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Five ways CEOs can reduce the impact of new IR35 rules

From April 2020, new IR35 rules are changing the framework of contract working in the private sector. We look at how CEOs can help offset the impacts – and the extra costs.

When is a contractor not a contractor? From 6 April 2020, it appears, when the updated IR35 rules come into force and change the framework of contract working in the private sector.

The IR35 changes are aimed at workers who traditionally bill through their own personal service company (or other third-party ‘umbrella’ companies). In many cases, tax payments and National Insurance Contributions will become the responsibility of the end client, for large or medium-sized businesses, and added costs may affect departments throughout the business.

The task of determining a worker’s employment status will also fall on the end client. If handled poorly, this may have significant financial and reputational implications for a company.

120x120-bethan-gill.pngIR35 has caused alarm among some businesses, who are now faced with the task of determining the employment status of a significant proportion of their workforce. For the CEO, it’s difficult to get that information, and to work out the impact this will have and the risks to their business.

But gaining central oversight of who is in the business at any one time and preparing in advance will be crucial to
avoiding any liabilities.

“It may increase your costs in the short term, but doing a risk assessment of the business around IR35 will allow you to make better-informed decisions,” says Gill. “It might encourage you to engage contractors in a different way, or you might realise the value of your contractor workforce and decide to absorb the extra cost. Carrying out this assessment before the new rules come into play will enable you to plan for any potential impact.”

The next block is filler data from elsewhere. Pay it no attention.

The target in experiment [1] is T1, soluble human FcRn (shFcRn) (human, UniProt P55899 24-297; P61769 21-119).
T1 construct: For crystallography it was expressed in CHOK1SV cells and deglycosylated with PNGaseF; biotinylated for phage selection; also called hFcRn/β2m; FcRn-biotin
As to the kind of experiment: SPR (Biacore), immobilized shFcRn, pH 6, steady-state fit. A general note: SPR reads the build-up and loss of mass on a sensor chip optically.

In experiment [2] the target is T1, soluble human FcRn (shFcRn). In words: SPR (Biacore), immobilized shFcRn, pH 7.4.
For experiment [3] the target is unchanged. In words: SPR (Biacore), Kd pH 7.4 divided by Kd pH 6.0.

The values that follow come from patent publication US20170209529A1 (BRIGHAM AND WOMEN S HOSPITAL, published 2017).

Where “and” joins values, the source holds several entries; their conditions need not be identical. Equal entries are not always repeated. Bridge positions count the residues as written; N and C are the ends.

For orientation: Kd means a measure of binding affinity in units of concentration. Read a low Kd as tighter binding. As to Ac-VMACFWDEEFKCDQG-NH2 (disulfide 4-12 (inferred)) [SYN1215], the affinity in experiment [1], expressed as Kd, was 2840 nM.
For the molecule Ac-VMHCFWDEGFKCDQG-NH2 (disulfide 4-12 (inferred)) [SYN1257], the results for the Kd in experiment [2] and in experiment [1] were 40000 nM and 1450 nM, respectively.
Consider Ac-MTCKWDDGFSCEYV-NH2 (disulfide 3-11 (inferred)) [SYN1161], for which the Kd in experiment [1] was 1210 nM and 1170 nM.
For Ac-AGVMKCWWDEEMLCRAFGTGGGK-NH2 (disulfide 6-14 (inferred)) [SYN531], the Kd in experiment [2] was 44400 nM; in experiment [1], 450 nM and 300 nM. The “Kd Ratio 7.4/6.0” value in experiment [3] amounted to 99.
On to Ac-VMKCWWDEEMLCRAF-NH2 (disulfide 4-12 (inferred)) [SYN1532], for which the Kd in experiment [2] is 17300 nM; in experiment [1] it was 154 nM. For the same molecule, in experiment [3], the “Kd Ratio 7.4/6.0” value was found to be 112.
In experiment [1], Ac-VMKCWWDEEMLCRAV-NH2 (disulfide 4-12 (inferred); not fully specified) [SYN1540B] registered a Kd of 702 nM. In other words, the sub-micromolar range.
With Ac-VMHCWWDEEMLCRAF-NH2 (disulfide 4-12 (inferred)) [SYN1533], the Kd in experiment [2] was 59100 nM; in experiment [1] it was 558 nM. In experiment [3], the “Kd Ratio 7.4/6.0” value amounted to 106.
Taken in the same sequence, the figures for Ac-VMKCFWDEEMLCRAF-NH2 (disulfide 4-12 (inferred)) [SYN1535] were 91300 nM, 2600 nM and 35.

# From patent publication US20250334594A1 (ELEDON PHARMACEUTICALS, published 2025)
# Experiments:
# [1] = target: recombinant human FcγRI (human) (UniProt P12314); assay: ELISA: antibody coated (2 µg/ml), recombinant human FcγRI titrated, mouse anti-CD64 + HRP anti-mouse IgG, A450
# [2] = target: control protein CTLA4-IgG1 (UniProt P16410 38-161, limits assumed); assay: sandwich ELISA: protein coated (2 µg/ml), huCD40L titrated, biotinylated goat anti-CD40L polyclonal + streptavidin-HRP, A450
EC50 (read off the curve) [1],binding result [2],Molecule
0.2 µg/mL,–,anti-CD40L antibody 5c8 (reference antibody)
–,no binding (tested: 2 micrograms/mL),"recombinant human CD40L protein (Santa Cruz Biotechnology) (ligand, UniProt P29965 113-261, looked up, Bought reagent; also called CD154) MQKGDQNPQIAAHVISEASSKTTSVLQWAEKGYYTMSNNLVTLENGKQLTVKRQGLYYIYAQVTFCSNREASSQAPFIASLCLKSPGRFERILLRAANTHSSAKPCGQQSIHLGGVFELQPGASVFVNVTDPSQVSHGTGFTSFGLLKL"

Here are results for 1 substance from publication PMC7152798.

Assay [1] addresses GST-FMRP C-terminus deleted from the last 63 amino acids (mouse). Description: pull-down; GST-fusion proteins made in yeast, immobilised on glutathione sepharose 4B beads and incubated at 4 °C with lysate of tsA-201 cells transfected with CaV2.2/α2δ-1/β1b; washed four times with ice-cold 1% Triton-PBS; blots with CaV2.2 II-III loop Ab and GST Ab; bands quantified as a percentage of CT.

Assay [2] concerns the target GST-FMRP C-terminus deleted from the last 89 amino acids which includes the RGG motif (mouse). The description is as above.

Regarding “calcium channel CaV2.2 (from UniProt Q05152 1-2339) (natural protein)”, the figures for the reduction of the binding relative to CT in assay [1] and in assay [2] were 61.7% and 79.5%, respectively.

The IR35 changes may also have other implications, including a loss of off-payroll talent. Gill explains: “When the rule changes came into the public sector, certain organisations tried to adopt a blanket approach and re-categorise everyone as employed. A lot of IR35 contractors left for the private sector because they didn't want to work in that way.”

Private sector businesses that have learned from the mistakes of counterparts in the public sector are well placed to take advantage of the opportunity IR35 presents. The changes are a chance to examine your workforce and identify whether you have the right skills in your business, for now and the future.

Our tools
Providing you with the data and insight you need to comply with IR35 Identify, assess and monitor your contractors

Five ways CEOs can lead on IR35 changes 

Educate internal stakeholders who engage contractors.

Consider hosting a facilitated workshop containing a mix of technical guidance, discussion and group input.

Use data analytics to identify the population of off-payroll workers in your organisation.

Assess the employment status of your workers before 6 April 2020 to assess the impact of the changes on your current contractors. Our online assessment tool includes a database to monitor off-payroll workers, which flags when each worker's employment status needs reassessing.

Communicate details of the actions required by affected stakeholders.

For more information on how to prepare your business for IR35, contact Bethan Gill.

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